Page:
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The Italian penalty protection regime for hybrid mismatches

Italy has introduced legislation concerning the set of documentation to be prepared for hybrid mismatch cases. The new rules include a penalty protection regime, under which taxpayers that prepare a specific set of documentation can avoid the application of administrative penalties in the event of tax assessments involving hybrid mismatches. 

Background: Italian anti-hybrid mismatch rules

Hybrid mismatch arrangements exploit differences in the tax treatment of an entity or instrument under the laws of two or more tax jurisdictions to achieve double non-taxation, including long-term deferral. These types of arrangement result in a substantial erosion of the taxable bases of the countries concerned. 

In line with the recommendations by the OECD’s initiative against base erosion and profit shifting, Italy introduced anti-hybrid legislation through Legislative Decree 142/2018, which implements ATAD I and ATAD II. The Italian tax authority also issued clarification on the application of the legislation in Circular 2/2022.

In a nutshell, Italian anti-hybrid legislation applies to cross-border operations that involve entities resident in Italy for tax purposes (including individuals) and non-resident entities with a permanent establishment in Italy. The legislation is based on a complex system of definitions and rules to address potential hybrid mismatches that could lead to:

  • double deduction, i.e. more than one deduction for the same payment, expense or loss; or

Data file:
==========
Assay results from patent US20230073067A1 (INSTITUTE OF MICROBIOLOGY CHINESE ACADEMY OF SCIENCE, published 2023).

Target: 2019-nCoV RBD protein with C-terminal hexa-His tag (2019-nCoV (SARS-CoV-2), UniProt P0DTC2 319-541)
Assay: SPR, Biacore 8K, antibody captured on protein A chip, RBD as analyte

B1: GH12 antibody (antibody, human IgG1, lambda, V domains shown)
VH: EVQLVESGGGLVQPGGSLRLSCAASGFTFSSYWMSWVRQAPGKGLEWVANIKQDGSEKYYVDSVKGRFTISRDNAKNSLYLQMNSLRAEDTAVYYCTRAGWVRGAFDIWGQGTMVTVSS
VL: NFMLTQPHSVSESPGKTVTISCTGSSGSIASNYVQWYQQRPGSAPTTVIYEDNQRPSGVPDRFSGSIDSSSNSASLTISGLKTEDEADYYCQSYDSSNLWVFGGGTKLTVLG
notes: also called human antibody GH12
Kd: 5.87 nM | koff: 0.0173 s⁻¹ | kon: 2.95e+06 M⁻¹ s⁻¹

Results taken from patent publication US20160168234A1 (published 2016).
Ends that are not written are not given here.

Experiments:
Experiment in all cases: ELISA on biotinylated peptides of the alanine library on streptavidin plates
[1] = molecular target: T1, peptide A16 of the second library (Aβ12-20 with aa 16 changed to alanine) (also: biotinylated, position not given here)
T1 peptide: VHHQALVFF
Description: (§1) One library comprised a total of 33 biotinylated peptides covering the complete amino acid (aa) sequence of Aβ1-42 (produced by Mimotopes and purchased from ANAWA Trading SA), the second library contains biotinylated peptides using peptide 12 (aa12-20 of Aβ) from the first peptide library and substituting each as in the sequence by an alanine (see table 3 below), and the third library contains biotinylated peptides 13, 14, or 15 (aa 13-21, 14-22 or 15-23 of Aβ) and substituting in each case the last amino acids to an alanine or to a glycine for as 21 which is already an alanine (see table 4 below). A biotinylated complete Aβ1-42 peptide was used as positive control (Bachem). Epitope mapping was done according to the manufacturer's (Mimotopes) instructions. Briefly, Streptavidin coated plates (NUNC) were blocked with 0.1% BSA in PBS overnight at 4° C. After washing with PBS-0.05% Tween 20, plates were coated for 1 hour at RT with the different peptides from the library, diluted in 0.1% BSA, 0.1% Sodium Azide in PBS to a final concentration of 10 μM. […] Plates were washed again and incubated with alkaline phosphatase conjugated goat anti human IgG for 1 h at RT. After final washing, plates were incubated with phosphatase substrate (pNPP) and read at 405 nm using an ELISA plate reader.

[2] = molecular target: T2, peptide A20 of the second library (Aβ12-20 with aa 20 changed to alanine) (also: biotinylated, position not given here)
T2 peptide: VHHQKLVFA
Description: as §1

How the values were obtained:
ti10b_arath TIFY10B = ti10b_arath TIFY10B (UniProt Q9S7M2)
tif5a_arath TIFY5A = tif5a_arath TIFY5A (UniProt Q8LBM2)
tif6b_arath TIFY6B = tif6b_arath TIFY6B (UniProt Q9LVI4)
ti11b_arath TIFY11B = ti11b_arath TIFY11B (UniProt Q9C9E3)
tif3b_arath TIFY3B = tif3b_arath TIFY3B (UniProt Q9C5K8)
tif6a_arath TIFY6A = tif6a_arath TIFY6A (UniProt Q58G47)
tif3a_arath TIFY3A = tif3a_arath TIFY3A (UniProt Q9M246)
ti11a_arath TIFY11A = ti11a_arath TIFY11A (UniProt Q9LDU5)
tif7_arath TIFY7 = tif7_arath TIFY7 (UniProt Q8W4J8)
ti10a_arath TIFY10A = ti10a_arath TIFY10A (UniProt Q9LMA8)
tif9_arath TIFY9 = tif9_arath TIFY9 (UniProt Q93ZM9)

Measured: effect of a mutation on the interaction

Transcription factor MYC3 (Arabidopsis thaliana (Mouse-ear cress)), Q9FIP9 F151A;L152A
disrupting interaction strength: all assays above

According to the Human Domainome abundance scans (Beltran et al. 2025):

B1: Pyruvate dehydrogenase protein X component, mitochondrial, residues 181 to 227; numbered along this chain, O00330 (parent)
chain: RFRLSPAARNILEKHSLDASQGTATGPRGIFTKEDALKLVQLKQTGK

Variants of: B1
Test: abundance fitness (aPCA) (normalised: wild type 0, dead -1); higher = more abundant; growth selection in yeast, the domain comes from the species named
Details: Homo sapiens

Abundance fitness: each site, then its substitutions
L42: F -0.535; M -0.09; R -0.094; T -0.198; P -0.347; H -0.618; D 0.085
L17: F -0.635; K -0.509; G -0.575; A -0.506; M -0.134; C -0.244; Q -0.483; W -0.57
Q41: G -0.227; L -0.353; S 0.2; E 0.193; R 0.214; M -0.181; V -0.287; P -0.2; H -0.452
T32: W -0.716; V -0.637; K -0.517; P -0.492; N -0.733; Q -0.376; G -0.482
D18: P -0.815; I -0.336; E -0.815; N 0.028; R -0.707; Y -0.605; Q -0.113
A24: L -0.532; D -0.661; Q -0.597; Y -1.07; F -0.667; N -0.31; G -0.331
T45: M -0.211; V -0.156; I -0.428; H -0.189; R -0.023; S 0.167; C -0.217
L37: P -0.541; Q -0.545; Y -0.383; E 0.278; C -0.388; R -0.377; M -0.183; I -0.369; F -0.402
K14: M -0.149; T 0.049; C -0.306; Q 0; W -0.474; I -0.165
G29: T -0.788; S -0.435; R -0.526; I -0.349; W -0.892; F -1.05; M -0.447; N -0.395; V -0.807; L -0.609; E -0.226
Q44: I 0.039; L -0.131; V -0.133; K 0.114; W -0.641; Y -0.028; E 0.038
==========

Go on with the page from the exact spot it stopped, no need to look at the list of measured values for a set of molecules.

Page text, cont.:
• deduction without inclusion, i.e. deduction of a payment without a corresponding inclusion for tax purposes in the payee’s jurisdiction.

Anti-hybrid legislation came into effect starting from 2020, except for the provisions on reverse hybrids, which came into effect in 2022.

The penalty protection regime introduced by Legislative Decree 209/2023 

The penalty protection regime for hybrid mismatches was introduced by Article 61 of Law Decree 209/2023 (the International Tax Decree), which inserted a new paragraph (i.e., para. 6-bis) to Legislative Decree 471/1997 (concerning administrative penalties). 

Under the regime, administrative penalties (ranging from 90% to 180% of the higher tax assessed) do not apply if the taxpayer prepared a specific set of documentation illustrating the analysis performed on the relevant cross-border operations from an anti-hybrid perspective – similar to the penalty protection regime for transfer pricing.

The content and the form of the set of documentation will be detailed in a Ministry of Economy and Finance decree, which should be issued within 60 days from the International Tax Decree coming into effect.

For the moment, Article 61 of the International Tax Decree stipulates that, in order for protection under the regime to apply, taxpayers must check a box in the tax return to disclose possession of the anti-hybrid documentation, which:

  • must be prepared before filing the tax return; and
  • must be date-stamped (the documentation will likely need to be digitally signed and time-stamped by the local entity’s authorised representative, as is the case for the transfer pricing penalty protection regime); and
  • must be made available to the Italian tax authority in the event of an audit.

The first year that can be covered by the hybrid penalty protection regime is 2023: therefore, the set of documentation must be prepared before filing the related tax return (i.e. before 30 September 2024). Furthermore, if no tax audit has been initiated, the taxpayer has also the possibility to extend the penalty protection regime also to the period from 2020 to 2022 by preparing the set of documentation by the deadline for the 2023 tax return (i.e. 30 September 2024).


bonellierede, italian tax, hybrid mismatch